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Behav Pharmacol. 2010 Sep;21(5-6):451-64. doi: 10.1097/FBP.0b013e32833db7e9.

Antidepressant effects of estrogens: a basic approximation.

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  • 1Instituto Nacional de Psiquiatría Ramón de la Fuente, México.


The use of estrogenic compounds as antidepressants or as coadjuvants to facilitate the effect of antidepressants has reported controversial results, suggesting that many factors could influence their actions. This review analyzes, from a basic research perspective, the possible factors that may underlie the antidepressant action of estrogens alone or in combination. The possible mechanisms of action of estrogens alone and in combination with the selective serotonin reuptake inhibitor, fluoxetine, the selective noradrenaline reuptake inhibitor, desipramine, and the mixed serotonin/noradrenaline reuptake inhibitor, venlafaxine are reviewed, focusing on monoaminergic systems and estrogen receptors as main targets. The antidepressant effect of estrogens depends on the type of estrogen, treatment duration, doses, sex, time after ovariectomy, and age. Estrogens potentiate the antidepressant-like action of fluoxetine, venlafaxine, and desipramine and drastically shorten their latency of action. The antidepressant-like effect of estrogens alone or in combination with antidepressants seems to be mediated by monoaminergic and classic estrogen receptors, as WAY100635, an antagonist to the serotonin 1A receptor, idaxozan, an antagonist to alpha2 adrenergic receptors, and RU 58668, an estrogen receptor antagonist, blocked their antidepressant-like effect. In conclusion, estrogens produce antidepressant-like actions by themselves and importantly facilitate the action of clinically used antidepressants.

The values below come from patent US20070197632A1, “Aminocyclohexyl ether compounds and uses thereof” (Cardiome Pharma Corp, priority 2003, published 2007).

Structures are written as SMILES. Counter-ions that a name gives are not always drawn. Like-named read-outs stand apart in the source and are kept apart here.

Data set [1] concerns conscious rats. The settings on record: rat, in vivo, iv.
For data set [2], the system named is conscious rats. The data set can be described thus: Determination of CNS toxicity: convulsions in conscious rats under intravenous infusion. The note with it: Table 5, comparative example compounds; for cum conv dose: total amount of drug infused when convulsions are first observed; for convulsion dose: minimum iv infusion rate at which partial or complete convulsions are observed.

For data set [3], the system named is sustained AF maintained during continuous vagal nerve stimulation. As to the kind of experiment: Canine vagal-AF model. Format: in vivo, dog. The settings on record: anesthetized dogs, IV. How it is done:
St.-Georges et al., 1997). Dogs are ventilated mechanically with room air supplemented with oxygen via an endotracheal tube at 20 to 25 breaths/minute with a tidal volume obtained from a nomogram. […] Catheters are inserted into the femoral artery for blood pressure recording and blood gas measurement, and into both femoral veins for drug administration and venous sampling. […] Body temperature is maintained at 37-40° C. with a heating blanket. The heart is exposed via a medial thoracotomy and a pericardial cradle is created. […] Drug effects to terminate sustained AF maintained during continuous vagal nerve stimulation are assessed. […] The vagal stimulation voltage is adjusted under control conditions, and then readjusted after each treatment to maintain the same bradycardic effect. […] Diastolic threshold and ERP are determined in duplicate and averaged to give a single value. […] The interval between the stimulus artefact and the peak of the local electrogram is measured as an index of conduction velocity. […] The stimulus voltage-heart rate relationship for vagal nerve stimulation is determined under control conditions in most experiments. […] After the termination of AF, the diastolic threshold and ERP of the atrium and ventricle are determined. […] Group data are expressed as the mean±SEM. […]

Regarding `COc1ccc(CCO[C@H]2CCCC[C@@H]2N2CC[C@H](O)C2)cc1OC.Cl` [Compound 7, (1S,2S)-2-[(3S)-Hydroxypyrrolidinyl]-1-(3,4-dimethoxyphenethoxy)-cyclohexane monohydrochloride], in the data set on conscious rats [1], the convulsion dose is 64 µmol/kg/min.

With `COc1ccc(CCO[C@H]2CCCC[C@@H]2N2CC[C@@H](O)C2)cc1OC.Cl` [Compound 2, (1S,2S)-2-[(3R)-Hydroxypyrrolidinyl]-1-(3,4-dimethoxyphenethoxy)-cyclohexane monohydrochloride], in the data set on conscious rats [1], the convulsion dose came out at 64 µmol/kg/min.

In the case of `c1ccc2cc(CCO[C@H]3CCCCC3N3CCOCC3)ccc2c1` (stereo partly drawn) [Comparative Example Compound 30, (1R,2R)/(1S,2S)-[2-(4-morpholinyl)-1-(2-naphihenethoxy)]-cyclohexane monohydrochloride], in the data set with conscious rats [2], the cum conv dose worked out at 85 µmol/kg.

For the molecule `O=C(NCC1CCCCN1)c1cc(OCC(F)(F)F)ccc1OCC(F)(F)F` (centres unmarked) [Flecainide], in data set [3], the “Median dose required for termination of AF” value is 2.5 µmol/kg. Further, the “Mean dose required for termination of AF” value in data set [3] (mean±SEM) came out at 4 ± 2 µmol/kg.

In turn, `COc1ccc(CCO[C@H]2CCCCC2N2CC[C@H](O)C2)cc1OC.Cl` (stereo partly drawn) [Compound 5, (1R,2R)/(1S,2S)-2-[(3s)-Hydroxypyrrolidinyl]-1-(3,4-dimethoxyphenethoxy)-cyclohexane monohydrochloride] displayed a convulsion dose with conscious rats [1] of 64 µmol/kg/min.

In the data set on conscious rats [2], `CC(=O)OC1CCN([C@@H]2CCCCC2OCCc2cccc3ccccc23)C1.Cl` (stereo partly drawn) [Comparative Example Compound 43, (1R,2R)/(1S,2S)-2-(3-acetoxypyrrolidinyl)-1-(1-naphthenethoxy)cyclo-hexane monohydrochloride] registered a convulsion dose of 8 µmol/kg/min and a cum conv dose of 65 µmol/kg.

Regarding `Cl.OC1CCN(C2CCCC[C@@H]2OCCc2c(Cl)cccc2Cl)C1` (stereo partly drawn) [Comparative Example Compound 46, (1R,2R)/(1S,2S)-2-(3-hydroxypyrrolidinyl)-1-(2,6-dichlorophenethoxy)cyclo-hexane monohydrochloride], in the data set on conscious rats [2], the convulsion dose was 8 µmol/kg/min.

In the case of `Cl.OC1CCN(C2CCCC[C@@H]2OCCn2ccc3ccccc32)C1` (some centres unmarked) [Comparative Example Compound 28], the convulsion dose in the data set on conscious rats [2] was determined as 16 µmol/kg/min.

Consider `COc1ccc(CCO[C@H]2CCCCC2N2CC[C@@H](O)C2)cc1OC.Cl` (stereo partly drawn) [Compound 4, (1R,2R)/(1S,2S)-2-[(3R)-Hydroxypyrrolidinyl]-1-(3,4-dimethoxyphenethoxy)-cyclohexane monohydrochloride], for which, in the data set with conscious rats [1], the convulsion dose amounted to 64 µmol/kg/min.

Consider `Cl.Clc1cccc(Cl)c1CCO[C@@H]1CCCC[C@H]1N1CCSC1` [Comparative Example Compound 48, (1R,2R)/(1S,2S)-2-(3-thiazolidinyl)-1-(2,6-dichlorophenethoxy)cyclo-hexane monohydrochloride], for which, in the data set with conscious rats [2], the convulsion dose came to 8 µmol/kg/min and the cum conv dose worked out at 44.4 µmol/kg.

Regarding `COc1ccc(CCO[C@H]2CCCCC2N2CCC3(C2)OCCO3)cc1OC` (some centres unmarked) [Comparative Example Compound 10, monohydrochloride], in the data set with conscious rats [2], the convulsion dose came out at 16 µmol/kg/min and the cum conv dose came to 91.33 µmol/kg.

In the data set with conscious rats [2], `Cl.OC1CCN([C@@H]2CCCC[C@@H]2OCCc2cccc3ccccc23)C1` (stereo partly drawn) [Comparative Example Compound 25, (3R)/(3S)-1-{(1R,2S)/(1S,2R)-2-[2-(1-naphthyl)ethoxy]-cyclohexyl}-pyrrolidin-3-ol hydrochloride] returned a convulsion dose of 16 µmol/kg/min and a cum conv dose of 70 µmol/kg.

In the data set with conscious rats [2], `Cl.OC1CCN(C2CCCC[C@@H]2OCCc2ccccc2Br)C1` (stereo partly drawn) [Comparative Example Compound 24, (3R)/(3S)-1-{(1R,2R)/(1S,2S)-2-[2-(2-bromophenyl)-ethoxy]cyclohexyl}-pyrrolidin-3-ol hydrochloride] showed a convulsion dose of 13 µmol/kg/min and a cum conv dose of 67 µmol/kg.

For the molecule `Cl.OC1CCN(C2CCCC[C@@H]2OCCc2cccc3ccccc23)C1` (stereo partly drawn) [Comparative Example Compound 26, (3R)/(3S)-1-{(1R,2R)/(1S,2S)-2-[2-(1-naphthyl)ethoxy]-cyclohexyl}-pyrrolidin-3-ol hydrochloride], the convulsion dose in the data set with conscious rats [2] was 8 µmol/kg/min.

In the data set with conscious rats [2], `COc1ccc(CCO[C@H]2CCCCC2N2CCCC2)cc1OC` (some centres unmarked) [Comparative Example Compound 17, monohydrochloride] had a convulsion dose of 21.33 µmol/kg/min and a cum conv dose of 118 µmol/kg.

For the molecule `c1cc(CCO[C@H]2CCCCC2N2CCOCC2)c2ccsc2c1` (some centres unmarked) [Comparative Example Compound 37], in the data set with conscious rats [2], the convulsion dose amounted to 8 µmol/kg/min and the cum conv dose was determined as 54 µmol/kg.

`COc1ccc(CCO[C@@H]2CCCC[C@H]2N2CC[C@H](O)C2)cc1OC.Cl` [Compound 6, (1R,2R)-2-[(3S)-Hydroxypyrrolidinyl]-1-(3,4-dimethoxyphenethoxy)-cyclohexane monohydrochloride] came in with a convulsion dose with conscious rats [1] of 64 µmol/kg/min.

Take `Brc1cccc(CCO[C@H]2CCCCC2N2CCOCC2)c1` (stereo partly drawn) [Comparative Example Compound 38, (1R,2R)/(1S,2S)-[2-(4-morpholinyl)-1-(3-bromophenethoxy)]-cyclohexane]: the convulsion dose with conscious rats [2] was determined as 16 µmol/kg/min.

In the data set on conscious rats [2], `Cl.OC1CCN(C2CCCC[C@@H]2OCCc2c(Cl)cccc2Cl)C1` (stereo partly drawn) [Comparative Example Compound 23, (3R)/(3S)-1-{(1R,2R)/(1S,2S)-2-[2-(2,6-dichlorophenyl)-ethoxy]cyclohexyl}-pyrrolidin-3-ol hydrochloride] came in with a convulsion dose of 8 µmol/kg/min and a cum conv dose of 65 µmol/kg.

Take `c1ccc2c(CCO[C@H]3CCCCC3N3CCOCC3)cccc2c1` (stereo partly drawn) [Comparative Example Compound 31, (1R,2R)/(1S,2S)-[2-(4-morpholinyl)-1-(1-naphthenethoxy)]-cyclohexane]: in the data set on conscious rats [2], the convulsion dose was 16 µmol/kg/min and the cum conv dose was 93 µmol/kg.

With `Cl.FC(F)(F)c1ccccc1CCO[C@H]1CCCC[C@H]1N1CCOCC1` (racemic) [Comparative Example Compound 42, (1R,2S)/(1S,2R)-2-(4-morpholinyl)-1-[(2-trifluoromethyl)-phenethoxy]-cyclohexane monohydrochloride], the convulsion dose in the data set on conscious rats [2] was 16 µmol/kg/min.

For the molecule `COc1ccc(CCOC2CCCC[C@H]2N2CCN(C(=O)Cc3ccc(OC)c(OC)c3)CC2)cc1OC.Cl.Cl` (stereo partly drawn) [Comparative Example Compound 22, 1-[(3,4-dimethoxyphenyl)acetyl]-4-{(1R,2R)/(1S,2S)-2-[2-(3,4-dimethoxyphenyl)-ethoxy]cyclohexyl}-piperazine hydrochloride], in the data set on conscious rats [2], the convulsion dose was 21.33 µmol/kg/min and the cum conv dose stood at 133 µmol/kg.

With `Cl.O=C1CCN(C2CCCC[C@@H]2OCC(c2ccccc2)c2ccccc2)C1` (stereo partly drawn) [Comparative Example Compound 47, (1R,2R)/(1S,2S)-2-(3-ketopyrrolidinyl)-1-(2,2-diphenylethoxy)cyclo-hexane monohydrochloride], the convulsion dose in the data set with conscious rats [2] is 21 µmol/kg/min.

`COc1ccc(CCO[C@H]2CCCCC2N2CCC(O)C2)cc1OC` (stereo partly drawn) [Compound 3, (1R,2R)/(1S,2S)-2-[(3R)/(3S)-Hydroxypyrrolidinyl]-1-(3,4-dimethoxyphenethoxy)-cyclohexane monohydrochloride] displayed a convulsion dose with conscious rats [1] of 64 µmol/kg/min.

[PubMed - indexed for MEDLINE]
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